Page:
Teaching at Adelaide: School Placements with a digital twist
Australian schools are among the most digitally connected in the world and The School of Education at the University of Adelaide is leveraging this new reality through the introduction of a one-of-a-kind eLearning Program in the Bachelor of Teaching degree.
Led by Dr Walter Barbieri, the innovative eLearning Program at the School of Education is helping undergraduates acquire cutting-edge skills in the use of learning technologies on iPad through a comprehensive series of workshops and tech-rich assessments. Many of these skills are already being put to good use on school placements.
Undergraduates have been observing lessons in schools hand-picked for their rich, mature use of learning technologies, such as St Peter’s College and Seaview High School. But rather than simply sitting back, our pre-service teachers are contributing to the schools’ digital journeys. They have been able to facilitate professional learning workshops at these schools, assisting more experienced teachers in the use of iPad technologies.
At Seaview High School, undergraduate students have been helping practising teachers achieve Apple Teacher status – a significant marker of one’s capabilities in the use of learning technologies.
Mr Jeremy Le Cornu, Assistant Principal for Innovation in Teaching and Learning at Seaview High School, said the process had a focus on student creativity.
“We have a focus on fostering student creativity through the use of the iPad, and the Apple Teacher Certification has been a great support in this endeavour as it has helped our teachers to improve their technological and pedagogical knowledge," he said.
"Partnering with University of Adelaide students has been a brilliant initiative due to its reciprocal nature. Our teachers have received support to complete their Apple Teacher course while the students are gaining valuable insights from experienced educators," Mr Le Cornu added.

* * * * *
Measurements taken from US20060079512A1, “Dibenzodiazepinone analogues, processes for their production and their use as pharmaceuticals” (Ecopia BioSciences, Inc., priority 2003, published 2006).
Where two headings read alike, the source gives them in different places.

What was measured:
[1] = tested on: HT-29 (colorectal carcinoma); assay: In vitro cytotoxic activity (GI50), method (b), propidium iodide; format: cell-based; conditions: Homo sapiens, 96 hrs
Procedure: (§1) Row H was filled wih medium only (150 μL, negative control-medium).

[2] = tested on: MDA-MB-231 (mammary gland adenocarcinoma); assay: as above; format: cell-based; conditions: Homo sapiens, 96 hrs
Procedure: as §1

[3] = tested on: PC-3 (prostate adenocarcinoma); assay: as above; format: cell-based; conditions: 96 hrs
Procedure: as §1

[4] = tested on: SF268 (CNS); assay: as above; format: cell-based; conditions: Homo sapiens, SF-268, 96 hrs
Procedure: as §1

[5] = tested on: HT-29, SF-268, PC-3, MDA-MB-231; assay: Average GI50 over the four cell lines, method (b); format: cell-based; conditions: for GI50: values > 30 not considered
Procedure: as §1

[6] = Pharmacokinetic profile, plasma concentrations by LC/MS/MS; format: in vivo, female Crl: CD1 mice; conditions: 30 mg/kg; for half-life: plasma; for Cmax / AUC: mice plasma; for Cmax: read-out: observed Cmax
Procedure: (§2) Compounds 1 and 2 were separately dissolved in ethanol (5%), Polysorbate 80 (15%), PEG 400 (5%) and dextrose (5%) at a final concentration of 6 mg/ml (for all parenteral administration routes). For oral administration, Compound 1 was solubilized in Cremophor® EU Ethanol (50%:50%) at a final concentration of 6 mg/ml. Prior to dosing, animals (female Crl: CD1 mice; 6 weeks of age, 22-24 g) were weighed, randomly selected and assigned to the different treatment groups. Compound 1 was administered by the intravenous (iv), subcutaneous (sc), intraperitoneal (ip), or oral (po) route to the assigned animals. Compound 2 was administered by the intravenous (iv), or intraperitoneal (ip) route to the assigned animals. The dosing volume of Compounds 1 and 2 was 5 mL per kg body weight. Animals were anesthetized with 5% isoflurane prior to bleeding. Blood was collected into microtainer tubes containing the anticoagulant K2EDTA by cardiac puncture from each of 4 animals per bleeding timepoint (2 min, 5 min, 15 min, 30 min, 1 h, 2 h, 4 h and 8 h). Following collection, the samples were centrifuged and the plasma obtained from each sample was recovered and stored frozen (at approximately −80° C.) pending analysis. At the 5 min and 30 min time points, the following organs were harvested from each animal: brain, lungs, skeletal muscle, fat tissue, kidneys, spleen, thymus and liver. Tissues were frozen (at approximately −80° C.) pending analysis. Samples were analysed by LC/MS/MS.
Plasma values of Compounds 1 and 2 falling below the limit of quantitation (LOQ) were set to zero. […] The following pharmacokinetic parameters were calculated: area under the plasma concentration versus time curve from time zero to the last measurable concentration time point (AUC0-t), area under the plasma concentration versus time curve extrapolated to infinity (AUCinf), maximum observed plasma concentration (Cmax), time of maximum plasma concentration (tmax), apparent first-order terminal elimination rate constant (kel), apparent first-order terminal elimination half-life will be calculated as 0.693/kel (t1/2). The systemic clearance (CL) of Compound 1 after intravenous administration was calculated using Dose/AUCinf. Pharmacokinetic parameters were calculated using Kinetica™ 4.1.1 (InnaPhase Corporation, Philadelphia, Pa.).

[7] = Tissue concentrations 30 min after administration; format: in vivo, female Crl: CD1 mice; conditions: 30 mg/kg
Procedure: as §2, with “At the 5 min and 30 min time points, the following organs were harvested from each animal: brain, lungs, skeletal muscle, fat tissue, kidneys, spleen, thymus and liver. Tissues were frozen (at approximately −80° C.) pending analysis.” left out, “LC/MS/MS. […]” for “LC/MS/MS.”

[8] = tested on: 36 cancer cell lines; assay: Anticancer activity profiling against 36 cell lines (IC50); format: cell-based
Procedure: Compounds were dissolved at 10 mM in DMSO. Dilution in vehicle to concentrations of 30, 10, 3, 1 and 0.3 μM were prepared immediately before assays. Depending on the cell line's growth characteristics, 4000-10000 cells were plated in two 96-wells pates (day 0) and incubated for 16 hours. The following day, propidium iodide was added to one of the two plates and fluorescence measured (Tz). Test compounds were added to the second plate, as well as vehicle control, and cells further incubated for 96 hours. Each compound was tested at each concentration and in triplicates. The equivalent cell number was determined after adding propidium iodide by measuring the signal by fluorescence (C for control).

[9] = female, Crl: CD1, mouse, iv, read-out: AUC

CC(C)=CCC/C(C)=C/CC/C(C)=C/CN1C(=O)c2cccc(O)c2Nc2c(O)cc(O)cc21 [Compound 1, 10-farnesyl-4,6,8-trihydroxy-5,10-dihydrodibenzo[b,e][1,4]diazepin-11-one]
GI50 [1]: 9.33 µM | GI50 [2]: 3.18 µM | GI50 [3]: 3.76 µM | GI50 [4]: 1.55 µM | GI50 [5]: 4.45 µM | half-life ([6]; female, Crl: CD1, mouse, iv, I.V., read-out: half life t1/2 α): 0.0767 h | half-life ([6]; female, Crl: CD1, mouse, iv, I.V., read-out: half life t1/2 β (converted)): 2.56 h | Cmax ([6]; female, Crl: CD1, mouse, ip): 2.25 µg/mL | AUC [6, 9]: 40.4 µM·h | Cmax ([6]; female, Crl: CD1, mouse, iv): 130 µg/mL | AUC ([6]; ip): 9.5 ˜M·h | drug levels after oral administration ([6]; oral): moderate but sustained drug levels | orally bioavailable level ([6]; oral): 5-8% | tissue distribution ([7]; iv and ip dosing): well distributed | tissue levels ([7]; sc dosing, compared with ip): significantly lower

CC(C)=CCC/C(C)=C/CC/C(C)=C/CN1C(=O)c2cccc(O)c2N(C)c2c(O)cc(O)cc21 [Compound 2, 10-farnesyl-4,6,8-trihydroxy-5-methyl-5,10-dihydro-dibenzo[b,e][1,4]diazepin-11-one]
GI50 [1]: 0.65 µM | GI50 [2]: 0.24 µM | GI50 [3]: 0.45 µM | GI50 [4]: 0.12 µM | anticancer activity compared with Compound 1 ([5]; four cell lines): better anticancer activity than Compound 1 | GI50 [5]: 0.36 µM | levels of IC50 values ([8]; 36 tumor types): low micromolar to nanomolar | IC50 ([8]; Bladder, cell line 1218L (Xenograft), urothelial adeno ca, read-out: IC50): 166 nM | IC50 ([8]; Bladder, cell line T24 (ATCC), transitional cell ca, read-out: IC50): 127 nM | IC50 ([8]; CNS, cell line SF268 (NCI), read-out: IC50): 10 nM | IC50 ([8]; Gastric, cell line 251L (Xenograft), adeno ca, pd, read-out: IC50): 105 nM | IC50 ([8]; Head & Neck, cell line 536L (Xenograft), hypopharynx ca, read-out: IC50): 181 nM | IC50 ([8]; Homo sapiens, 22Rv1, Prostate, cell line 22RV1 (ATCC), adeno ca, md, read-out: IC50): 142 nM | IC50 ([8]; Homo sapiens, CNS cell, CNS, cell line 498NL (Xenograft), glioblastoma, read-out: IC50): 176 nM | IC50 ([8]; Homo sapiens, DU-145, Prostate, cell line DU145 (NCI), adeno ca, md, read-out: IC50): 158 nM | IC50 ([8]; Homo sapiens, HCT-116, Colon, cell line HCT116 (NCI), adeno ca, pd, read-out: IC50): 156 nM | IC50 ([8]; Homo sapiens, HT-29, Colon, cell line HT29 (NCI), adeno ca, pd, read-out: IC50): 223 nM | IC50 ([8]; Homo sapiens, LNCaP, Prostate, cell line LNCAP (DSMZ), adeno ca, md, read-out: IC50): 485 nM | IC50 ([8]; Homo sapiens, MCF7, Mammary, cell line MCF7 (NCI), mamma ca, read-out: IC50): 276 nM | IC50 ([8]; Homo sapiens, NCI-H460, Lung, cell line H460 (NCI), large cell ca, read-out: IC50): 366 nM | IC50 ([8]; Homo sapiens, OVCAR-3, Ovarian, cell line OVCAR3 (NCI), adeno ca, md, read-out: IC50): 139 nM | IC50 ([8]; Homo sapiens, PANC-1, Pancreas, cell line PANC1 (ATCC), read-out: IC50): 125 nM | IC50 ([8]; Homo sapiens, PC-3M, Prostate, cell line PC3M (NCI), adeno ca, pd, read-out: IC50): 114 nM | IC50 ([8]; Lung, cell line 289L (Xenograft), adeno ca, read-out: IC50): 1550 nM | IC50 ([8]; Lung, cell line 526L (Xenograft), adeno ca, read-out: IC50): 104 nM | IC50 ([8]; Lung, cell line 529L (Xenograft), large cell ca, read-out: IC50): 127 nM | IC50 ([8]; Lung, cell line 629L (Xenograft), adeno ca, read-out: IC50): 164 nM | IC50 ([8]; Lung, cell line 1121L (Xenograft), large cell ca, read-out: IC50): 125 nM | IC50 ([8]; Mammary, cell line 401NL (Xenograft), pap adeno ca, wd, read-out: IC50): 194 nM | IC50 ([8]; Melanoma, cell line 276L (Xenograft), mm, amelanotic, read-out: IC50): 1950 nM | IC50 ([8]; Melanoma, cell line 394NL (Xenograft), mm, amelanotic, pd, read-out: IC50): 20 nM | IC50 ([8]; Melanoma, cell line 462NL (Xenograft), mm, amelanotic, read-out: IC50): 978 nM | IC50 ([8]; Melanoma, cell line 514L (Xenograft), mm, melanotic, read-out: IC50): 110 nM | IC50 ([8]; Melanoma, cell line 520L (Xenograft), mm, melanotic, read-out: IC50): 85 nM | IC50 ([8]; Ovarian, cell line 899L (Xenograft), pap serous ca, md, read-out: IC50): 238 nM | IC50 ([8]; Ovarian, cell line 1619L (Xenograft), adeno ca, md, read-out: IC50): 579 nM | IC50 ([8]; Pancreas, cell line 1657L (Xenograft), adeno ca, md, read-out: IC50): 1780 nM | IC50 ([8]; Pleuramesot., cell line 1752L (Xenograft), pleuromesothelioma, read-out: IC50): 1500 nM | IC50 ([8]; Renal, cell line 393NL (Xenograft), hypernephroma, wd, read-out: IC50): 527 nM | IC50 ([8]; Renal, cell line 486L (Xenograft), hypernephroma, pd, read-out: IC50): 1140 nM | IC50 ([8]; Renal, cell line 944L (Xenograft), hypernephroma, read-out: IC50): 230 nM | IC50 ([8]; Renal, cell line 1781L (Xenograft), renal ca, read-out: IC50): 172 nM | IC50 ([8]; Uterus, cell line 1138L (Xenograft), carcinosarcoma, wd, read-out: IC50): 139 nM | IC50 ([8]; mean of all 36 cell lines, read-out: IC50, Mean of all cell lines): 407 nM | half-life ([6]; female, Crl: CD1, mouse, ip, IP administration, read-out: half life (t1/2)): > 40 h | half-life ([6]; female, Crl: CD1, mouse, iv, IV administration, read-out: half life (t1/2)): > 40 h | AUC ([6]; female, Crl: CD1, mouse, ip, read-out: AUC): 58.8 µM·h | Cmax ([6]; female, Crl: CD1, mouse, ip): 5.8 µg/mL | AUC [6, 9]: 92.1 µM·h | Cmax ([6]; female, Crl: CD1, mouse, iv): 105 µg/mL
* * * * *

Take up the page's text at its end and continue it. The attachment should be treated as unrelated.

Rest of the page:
At St Peter’s College, undergraduate students facilitated staff workshops designed to highlight how iPad technologies could be integrated into lessons across the breadth of subjects. These included making stop-motion videos of scientific processes, using multimedia tools to describe vocabulary in languages other than English, and even exploring the solar system via augmented reality.
Mrs Angela Norman, Head of eLearning at St Peter’s College, described the event as a “positive step towards enhancing the way that our profession approaches training and development of new teachers.”
Mrs Norman said the undergraduate students had been helping her students.
“Everybody involved had something to offer and share, whether that was knowledge of contemporary technology or experience in high-quality pedagogies," she said.
"The conversations between experienced and aspiring teachers showed an exchange of knowledge and ideas that highlighted the importance of continuous professional development in a rapidly changing educational environment.”
As for the undergraduate students, this experience has been an eye-opener.
Undergraduate student Izabella Kepes said the advanced learning technologies have "taken the teaching occupation by storm".
"With more opportunities than ever before, digital creative processes are developing the way students like myself are introduced to such a fulfilling occupation. The possibilities are infinite!", she said.
Dr Walter Barbieri is already planning ahead, pledging to take the eLearning Program to new heights in future years.
“We want to position the Bachelor of Teaching degree at the University of Adelaide as the degree of choice for the innovative, cutting edge teachers that schools are increasingly demanding," he said.